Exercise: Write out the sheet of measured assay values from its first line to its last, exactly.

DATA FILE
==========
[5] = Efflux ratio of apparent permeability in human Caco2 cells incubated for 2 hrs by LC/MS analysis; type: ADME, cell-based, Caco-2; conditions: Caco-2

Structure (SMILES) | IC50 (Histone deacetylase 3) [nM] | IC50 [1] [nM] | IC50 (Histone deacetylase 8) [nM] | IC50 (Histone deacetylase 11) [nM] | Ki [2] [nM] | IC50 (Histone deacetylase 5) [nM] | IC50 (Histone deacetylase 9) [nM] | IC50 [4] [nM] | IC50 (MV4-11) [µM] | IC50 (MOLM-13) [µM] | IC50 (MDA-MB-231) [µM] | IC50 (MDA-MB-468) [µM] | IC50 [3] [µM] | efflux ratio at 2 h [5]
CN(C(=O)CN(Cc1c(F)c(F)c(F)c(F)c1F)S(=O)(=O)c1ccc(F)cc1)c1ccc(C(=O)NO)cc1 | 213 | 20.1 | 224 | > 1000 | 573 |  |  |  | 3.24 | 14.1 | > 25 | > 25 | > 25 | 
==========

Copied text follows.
[5] = Efflux ratio of apparent permeability in human Caco2 cells incubated for 2 hrs by LC/MS analysis; type: ADME, cell-based, Caco-2; conditions: Caco-2

Structure (SMILES) | IC50 (Histone deacetylase 3) [nM] | IC50 [1] [nM] | IC50 (Histone deacetylase 8) [nM] | IC50 (Histone deacetylase 11) [nM] | Ki [2] [nM] | IC50 (Histone deacetylase 5) [nM] | IC50 (Histone deacetylase 9) [nM] | IC50 [4] [nM] | IC50 (MV4-11) [µM] | IC50 (MOLM-13) [µM] | IC50 (MDA-MB-231) [µM] | IC50 (MDA-MB-468) [µM] | IC50 [3] [µM] | efflux ratio at 2 h [5]
CN(C(=O)CN(Cc1c(F)c(F)c(F)c(F)c1F)S(=O)(=O)c1ccc(F)cc1)c1ccc(C(=O)NO)cc1 | 213 | 20.1 | 224 | > 1000 | 573 |  |  |  | 3.24 | 14.1 | > 25 | > 25 | > 25 | 